On April 10, 2018, the First Department issued a decision in Carlyle, LLC v. Quik Park 1633 Garage LLC, 2018 NY Slip Op. 02436, dismissing a fraudulent conveyance claim for failure to plead the claim with particularity, explaining:
The actual fraudulent conveyance claims, under the common law and Debtor and Creditor Law (DCL) § 276, should be dismissed because plaintiff failed to allege fraudulent intent with the particularity required by CPLR 3016(b). The key allegations were made upon information and belief, without identifying the source of the information. Moreover, the timing of the allegedly fraudulent transfers – beginning two years before the judgment debtors incurred the subject debts – undermines the claim of fraudulent intent.
(Internal quotations and citations omitted).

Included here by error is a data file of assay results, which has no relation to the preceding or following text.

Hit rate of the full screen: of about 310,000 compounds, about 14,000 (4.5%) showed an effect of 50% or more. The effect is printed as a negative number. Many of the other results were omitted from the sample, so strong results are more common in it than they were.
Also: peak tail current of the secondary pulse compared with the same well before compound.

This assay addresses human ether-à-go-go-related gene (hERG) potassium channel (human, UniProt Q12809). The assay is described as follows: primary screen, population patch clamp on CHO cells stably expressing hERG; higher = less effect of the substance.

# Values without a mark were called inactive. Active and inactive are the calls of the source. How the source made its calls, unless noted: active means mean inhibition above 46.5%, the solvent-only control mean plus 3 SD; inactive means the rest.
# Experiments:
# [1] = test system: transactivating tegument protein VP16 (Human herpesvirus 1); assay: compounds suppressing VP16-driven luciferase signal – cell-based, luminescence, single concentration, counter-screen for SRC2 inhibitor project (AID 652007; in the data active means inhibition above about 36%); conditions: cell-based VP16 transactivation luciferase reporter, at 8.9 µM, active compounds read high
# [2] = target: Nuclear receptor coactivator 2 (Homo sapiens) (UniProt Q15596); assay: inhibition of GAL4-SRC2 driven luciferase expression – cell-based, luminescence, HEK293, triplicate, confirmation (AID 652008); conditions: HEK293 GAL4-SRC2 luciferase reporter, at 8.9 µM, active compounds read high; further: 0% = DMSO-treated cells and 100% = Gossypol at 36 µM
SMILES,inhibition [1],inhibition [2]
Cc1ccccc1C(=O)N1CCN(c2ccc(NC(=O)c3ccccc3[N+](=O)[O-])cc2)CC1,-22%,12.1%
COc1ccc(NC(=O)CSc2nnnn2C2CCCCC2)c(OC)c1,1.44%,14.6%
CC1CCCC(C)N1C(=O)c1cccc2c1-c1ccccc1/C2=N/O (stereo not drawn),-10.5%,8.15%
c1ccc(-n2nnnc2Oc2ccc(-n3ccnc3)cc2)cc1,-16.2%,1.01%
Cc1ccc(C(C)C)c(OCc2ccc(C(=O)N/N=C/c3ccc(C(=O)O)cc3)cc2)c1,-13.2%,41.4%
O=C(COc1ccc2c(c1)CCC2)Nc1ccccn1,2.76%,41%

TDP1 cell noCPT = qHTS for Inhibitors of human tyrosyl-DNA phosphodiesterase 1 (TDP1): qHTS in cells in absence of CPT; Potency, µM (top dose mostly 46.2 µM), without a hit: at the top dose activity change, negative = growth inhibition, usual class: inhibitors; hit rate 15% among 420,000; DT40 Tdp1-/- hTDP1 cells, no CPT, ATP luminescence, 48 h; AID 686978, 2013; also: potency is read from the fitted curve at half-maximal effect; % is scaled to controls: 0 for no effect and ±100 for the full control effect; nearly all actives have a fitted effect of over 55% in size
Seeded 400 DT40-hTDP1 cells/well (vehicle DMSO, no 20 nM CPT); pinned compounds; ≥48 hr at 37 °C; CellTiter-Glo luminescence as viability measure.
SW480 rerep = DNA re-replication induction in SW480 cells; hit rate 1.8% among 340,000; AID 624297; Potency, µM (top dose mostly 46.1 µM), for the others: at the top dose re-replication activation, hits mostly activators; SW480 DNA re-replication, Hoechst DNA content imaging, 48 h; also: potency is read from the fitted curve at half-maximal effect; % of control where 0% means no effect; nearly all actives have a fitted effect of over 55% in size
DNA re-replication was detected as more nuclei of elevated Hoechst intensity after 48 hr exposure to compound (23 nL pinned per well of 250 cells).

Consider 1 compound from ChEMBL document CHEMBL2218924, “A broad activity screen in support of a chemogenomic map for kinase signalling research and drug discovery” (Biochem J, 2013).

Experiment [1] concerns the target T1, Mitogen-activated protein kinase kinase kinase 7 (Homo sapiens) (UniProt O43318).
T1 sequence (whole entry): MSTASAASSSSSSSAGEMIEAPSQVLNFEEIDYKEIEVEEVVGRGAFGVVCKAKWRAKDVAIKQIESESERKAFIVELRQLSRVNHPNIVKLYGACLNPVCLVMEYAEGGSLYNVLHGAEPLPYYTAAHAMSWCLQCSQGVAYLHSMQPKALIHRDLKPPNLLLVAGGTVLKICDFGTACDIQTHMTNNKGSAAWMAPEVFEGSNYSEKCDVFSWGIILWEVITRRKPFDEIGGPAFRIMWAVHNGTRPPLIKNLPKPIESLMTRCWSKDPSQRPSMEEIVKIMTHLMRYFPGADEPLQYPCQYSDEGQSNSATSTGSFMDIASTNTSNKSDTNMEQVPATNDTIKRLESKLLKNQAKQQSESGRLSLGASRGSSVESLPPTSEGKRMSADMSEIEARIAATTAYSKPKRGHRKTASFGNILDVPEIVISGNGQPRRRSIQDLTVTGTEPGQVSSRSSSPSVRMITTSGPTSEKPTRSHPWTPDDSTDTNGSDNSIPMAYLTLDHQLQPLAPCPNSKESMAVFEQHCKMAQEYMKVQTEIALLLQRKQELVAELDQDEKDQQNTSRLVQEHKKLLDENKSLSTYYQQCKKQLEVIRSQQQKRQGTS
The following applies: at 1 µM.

We have substantial experience in helping judgment creditors collect on judgments and search for and attach assets worldwide. A big part of that effort is using the legal tools–such as claims for fraudulent conveyance discussed in this opinion–for recovering property that has been transferred to a third party to avoid its being seized to satisfy a judgment. As this decision shows, there are special pleading requirements for fraud-related claims. Contact Schlam Stone & Dolan partner John Lundin at email@example.com if you or a client need help collecting on a judgment.
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